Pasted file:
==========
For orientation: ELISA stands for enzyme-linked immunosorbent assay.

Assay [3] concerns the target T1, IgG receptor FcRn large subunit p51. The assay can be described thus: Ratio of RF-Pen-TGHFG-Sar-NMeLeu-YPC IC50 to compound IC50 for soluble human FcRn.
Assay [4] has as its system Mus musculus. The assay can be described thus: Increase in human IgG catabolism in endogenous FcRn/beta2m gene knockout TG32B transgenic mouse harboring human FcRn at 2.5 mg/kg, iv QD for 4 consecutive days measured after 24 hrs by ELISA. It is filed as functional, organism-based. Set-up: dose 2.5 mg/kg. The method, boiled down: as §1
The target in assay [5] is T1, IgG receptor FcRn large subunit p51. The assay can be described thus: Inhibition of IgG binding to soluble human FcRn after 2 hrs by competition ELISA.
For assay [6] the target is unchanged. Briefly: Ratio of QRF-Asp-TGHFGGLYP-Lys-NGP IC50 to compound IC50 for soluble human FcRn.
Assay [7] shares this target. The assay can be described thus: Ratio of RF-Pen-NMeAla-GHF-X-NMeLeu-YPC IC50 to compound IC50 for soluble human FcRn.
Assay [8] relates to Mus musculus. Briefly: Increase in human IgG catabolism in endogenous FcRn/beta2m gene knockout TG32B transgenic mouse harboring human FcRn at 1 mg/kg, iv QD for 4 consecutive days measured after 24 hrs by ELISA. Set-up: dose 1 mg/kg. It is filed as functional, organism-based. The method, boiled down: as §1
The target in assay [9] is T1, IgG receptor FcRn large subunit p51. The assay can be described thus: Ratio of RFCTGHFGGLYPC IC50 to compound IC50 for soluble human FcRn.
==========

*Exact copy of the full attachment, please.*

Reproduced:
For orientation: ELISA stands for enzyme-linked immunosorbent assay.

Assay [3] concerns the target T1, IgG receptor FcRn large subunit p51. The assay can be described thus: Ratio of RF-Pen-TGHFG-Sar-NMeLeu-YPC IC50 to compound IC50 for soluble human FcRn.
Assay [4] has as its system Mus musculus. The assay can be described thus: Increase in human IgG catabolism in endogenous FcRn/beta2m gene knockout TG32B transgenic mouse harboring human FcRn at 2.5 mg/kg, iv QD for 4 consecutive days measured after 24 hrs by ELISA. It is filed as functional, organism-based. Set-up: dose 2.5 mg/kg. The method, boiled down: as §1
The target in assay [5] is T1, IgG receptor FcRn large subunit p51. The assay can be described thus: Inhibition of IgG binding to soluble human FcRn after 2 hrs by competition ELISA.
For assay [6] the target is unchanged. Briefly: Ratio of QRF-Asp-TGHFGGLYP-Lys-NGP IC50 to compound IC50 for soluble human FcRn.
Assay [7] shares this target. The assay can be described thus: Ratio of RF-Pen-NMeAla-GHF-X-NMeLeu-YPC IC50 to compound IC50 for soluble human FcRn.
Assay [8] relates to Mus musculus. Briefly: Increase in human IgG catabolism in endogenous FcRn/beta2m gene knockout TG32B transgenic mouse harboring human FcRn at 1 mg/kg, iv QD for 4 consecutive days measured after 24 hrs by ELISA. Set-up: dose 1 mg/kg. It is filed as functional, organism-based. The method, boiled down: as §1
The target in assay [9] is T1, IgG receptor FcRn large subunit p51. The assay can be described thus: Ratio of RFCTGHFGGLYPC IC50 to compound IC50 for soluble human FcRn.